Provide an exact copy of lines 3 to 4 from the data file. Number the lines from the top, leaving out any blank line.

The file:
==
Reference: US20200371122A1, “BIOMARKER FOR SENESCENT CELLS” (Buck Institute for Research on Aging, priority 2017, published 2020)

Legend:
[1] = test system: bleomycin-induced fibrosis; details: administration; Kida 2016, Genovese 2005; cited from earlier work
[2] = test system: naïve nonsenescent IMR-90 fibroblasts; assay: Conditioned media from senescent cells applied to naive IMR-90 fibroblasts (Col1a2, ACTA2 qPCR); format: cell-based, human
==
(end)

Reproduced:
[1] = test system: bleomycin-induced fibrosis; details: administration; Kida 2016, Genovese 2005; cited from earlier work
[2] = test system: naïve nonsenescent IMR-90 fibroblasts; assay: Conditioned media from senescent cells applied to naive IMR-90 fibroblasts (Col1a2, ACTA2 qPCR); format: cell-based, human